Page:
Tigo optimizers enable system designers to mix and match different PV-Module types within strings, and mitigate losses caused by mismatch.
Here are some examples of mismatch:
- Panels made of different source materials (polycrystalline vs mono-crystalline)
- PV-Module replacement when original model is outdated or no longer offered
- Systems under extreme shading characteristics
- PV-Modules that are failing or experiencing issues due to panel dilapidation
Basically, any scenario in which one or more PV-Modules have a different electrical characteristic than the rest of the PV-Modules on the string.
The 25% mismatch rule:
A variance of electrical characteristic (power, voltage, and current) may be different as much as 25% in the total string voltage and/or total string current and the resulting total string power are allowed within any single string, or between paralleled strings. Whether due to the number of modules in a string (length) or individual module characteristics, it is required that a strings total voltage, total current and the resultant total power, as well as that of any individual modules voltage and current in the string, not exceed 25% mismatch.
In other words: all modules in a string must be within 25% of each other from minimum to maximum voltage and from minimum to maximum current. Also, the different strings must be within 25% for minimum and maximum voltage, current, and power produced by a string of modules.
Module Power Note: Module power mismatches between the different modules are not restricted as long as the voltage and current differences are less than 25%. Assuming that the current and voltage mismatches obey the 25% mismatch rule, you can freely mix and match modules of any power rating and of any technology: for example mono-crystalline, polycrystalline, and thin film types.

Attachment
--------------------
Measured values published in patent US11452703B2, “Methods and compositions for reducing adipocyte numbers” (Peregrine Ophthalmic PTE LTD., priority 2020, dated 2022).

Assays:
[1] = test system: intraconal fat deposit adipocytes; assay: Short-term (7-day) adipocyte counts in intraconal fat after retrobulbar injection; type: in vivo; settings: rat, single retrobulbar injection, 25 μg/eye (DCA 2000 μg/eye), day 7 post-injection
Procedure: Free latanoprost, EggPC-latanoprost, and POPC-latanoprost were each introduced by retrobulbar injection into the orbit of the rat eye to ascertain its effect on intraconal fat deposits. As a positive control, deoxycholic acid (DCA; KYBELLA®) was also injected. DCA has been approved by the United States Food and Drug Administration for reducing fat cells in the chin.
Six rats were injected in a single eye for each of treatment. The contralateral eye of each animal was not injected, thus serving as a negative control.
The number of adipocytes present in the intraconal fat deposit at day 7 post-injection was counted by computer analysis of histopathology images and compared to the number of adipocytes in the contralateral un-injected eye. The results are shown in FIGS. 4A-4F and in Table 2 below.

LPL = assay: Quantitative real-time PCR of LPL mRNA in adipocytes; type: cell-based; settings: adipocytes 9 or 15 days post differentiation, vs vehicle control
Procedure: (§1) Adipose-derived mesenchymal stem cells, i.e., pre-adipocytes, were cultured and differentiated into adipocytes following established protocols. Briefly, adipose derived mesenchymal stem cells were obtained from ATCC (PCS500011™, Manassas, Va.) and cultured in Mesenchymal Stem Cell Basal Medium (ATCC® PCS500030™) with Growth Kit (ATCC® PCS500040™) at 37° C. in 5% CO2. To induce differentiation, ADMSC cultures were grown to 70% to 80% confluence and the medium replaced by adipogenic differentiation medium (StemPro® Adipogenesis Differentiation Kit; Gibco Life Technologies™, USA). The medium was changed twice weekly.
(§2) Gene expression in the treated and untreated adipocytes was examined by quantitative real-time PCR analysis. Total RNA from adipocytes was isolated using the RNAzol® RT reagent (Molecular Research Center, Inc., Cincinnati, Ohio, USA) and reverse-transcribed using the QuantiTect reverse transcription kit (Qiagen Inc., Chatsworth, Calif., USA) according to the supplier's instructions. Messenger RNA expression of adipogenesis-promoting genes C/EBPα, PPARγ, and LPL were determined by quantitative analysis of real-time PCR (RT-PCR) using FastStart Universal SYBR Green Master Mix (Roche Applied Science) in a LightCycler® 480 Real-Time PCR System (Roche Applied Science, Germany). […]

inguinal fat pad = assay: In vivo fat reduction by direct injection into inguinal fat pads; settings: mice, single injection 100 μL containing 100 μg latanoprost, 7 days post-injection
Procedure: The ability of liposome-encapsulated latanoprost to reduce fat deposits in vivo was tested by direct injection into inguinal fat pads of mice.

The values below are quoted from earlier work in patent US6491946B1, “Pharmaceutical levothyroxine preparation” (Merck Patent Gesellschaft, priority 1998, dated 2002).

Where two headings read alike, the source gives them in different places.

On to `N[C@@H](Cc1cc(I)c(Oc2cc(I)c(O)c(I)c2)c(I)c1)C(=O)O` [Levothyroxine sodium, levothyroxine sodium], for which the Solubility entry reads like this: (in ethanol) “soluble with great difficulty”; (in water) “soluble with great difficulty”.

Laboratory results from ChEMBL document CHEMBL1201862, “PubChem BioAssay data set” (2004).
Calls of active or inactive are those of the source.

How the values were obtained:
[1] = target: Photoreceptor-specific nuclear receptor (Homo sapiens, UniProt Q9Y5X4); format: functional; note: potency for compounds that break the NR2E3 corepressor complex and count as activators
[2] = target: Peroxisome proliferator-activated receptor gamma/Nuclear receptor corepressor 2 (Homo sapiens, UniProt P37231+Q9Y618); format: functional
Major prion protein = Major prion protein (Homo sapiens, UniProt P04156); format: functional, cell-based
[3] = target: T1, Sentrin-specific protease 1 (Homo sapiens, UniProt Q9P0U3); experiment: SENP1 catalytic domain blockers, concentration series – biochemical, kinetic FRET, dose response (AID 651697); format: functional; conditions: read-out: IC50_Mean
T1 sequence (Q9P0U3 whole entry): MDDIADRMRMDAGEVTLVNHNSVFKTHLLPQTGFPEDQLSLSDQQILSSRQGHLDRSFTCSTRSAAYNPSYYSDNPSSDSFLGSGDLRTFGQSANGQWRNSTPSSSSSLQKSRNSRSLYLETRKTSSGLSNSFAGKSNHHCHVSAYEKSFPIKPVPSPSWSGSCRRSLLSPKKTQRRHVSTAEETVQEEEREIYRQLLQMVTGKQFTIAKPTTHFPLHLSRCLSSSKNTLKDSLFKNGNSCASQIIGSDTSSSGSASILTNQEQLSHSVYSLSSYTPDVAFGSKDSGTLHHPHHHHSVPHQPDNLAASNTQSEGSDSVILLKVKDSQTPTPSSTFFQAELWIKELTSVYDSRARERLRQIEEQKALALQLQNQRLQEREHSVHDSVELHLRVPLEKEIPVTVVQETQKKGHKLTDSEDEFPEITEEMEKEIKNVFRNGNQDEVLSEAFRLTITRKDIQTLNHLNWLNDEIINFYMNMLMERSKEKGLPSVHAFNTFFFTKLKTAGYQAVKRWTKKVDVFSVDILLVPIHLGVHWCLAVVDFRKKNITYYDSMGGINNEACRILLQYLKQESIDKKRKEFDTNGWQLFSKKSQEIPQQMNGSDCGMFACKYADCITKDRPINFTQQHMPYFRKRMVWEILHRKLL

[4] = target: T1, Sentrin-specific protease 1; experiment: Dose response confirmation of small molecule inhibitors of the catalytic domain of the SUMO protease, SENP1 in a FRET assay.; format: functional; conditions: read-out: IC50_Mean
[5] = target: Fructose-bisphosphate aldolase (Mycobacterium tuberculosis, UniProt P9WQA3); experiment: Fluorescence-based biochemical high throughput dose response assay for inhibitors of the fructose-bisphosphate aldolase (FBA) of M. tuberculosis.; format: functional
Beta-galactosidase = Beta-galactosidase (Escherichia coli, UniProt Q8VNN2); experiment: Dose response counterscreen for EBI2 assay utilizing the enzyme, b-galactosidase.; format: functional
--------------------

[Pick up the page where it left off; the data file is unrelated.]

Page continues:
How to Calculate the PV Module Mismatches
Each of the three electrical mismatch limits of current, voltage, and overall, must adhere to the 25% rule.
When mixing modules within a string, current rating is the most important thing to consider. You can mix and match modules in the same string if the current ratio (Cr, lowest current divided by highest current) is larger than 0.75. Use this result to calculate the current mismatch (Cm):
Cm = (1-Cr); it must be less than or equal to 25%.
Calculating voltage mismatch is a bit more complex, because it affects the string-to-string mismatch. Consider these two scenarios:
Scenario 1: If you have one string per MPPT, Tigo doesn't limit you.
Scenario 2: If you have more than 1 string connected to an MPPT, you can mix and match voltage ratings if the voltage ratio (Vr, lowest string voltage divided by the highest string voltage) is greater than 0.75. Use this result to calculate the voltage mismatch (Vm):
Vm = (1- Vr); must be less than or equal to 25%.
The overall mismatch, Om, which must be less than 25%, is calculated in much the same way, using the Cr and Vr ratios:
Om = (1 - (Vr) * (Cr)) ; must be less than or equal to 25%.
This example considers a system with 2 strings of 15 PV modules per string for a total array of 30 PV modules. It is equipped with 2 different module types: 27 modules with Voc=33.5V @ 6.4 A and three modules with Voc = 43V @ 8.0A. This example examines this configuration: string A with 15 modules of 33.5V (string voltage is 15*33.5V = 502.5V); string B with the remaining modules (string voltage is 3*43V + 12*33.5V = 531V).
Current Mismatch Calculation
String A has no issue; for string B the Cr is 6.4/8.0 = 0.8.
The Cm is: (1-Cr) = 0.20 current mismatch. This value is acceptable.
Voltage Mismatch Calculation
The Vr is 502.5V/531V = 0.95.
The Vm is (1-Vr) = 0.05 voltage mismatch. This value is acceptable.
Overall Mismatch Calculation
The Om is: (1 – (Vr)*(Cr)) = 0.24 overall system mismatch. This value is acceptable.